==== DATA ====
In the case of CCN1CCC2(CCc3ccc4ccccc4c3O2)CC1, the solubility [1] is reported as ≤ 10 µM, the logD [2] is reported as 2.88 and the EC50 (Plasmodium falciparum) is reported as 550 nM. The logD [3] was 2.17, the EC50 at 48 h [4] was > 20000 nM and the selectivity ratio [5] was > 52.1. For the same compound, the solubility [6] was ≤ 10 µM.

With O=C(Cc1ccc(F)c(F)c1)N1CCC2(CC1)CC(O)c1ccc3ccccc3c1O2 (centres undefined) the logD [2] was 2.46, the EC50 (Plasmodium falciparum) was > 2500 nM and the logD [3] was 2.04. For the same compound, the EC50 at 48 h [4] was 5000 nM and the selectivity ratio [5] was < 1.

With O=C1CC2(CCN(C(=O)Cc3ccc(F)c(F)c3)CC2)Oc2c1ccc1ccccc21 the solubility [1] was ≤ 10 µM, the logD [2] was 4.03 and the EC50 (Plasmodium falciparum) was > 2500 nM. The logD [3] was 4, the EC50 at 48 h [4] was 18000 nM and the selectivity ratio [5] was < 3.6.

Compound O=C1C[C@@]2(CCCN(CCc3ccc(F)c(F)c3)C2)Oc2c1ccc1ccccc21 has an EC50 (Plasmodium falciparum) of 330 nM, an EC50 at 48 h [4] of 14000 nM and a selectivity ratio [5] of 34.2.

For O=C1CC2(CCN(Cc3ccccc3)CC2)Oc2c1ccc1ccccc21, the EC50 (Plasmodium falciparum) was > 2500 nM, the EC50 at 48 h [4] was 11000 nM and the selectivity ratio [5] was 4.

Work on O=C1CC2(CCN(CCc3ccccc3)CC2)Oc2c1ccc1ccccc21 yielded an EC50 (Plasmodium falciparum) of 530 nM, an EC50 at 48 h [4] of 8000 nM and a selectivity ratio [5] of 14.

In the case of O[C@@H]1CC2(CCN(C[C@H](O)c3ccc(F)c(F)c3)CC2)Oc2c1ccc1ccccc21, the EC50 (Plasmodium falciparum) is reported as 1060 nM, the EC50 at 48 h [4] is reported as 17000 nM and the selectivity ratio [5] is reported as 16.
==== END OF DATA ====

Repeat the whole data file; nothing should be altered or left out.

In the case of CCN1CCC2(CCc3ccc4ccccc4c3O2)CC1, the solubility [1] is reported as ≤ 10 µM, the logD [2] is reported as 2.88 and the EC50 (Plasmodium falciparum) is reported as 550 nM. The logD [3] was 2.17, the EC50 at 48 h [4] was > 20000 nM and the selectivity ratio [5] was > 52.1. For the same compound, the solubility [6] was ≤ 10 µM.

With O=C(Cc1ccc(F)c(F)c1)N1CCC2(CC1)CC(O)c1ccc3ccccc3c1O2 (centres undefined) the logD [2] was 2.46, the EC50 (Plasmodium falciparum) was > 2500 nM and the logD [3] was 2.04. For the same compound, the EC50 at 48 h [4] was 5000 nM and the selectivity ratio [5] was < 1.

With O=C1CC2(CCN(C(=O)Cc3ccc(F)c(F)c3)CC2)Oc2c1ccc1ccccc21 the solubility [1] was ≤ 10 µM, the logD [2] was 4.03 and the EC50 (Plasmodium falciparum) was > 2500 nM. The logD [3] was 4, the EC50 at 48 h [4] was 18000 nM and the selectivity ratio [5] was < 3.6.

Compound O=C1C[C@@]2(CCCN(CCc3ccc(F)c(F)c3)C2)Oc2c1ccc1ccccc21 has an EC50 (Plasmodium falciparum) of 330 nM, an EC50 at 48 h [4] of 14000 nM and a selectivity ratio [5] of 34.2.

For O=C1CC2(CCN(Cc3ccccc3)CC2)Oc2c1ccc1ccccc21, the EC50 (Plasmodium falciparum) was > 2500 nM, the EC50 at 48 h [4] was 11000 nM and the selectivity ratio [5] was 4.

Work on O=C1CC2(CCN(CCc3ccccc3)CC2)Oc2c1ccc1ccccc21 yielded an EC50 (Plasmodium falciparum) of 530 nM, an EC50 at 48 h [4] of 8000 nM and a selectivity ratio [5] of 14.

In the case of O[C@@H]1CC2(CCN(C[C@H](O)c3ccc(F)c(F)c3)CC2)Oc2c1ccc1ccccc21, the EC50 (Plasmodium falciparum) is reported as 1060 nM, the EC50 at 48 h [4] is reported as 17000 nM and the selectivity ratio [5] is reported as 16.